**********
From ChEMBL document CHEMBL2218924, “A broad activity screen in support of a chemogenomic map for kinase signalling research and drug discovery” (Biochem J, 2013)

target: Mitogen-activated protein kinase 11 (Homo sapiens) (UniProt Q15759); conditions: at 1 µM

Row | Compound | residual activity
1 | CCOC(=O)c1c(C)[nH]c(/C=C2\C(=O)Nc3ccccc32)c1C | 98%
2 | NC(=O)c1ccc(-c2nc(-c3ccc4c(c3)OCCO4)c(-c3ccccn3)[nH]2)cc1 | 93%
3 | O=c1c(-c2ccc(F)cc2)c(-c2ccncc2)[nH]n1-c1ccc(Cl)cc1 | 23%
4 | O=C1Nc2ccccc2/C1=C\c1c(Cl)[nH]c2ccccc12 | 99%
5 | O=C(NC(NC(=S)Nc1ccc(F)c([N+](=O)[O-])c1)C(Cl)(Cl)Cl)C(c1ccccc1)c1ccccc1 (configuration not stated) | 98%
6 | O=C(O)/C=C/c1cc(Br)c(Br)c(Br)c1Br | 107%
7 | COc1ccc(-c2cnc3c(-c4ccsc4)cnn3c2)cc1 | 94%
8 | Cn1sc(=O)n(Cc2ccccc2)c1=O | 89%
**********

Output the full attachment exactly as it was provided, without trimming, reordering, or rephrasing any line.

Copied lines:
From ChEMBL document CHEMBL2218924, “A broad activity screen in support of a chemogenomic map for kinase signalling research and drug discovery” (Biochem J, 2013)

target: Mitogen-activated protein kinase 11 (Homo sapiens) (UniProt Q15759); conditions: at 1 µM

Row | Compound | residual activity
1 | CCOC(=O)c1c(C)[nH]c(/C=C2\C(=O)Nc3ccccc32)c1C | 98%
2 | NC(=O)c1ccc(-c2nc(-c3ccc4c(c3)OCCO4)c(-c3ccccn3)[nH]2)cc1 | 93%
3 | O=c1c(-c2ccc(F)cc2)c(-c2ccncc2)[nH]n1-c1ccc(Cl)cc1 | 23%
4 | O=C1Nc2ccccc2/C1=C\c1c(Cl)[nH]c2ccccc12 | 99%
5 | O=C(NC(NC(=S)Nc1ccc(F)c([N+](=O)[O-])c1)C(Cl)(Cl)Cl)C(c1ccccc1)c1ccccc1 (configuration not stated) | 98%
6 | O=C(O)/C=C/c1cc(Br)c(Br)c(Br)c1Br | 107%
7 | COc1ccc(-c2cnc3c(-c4ccsc4)cnn3c2)cc1 | 94%
8 | Cn1sc(=O)n(Cc2ccccc2)c1=O | 89%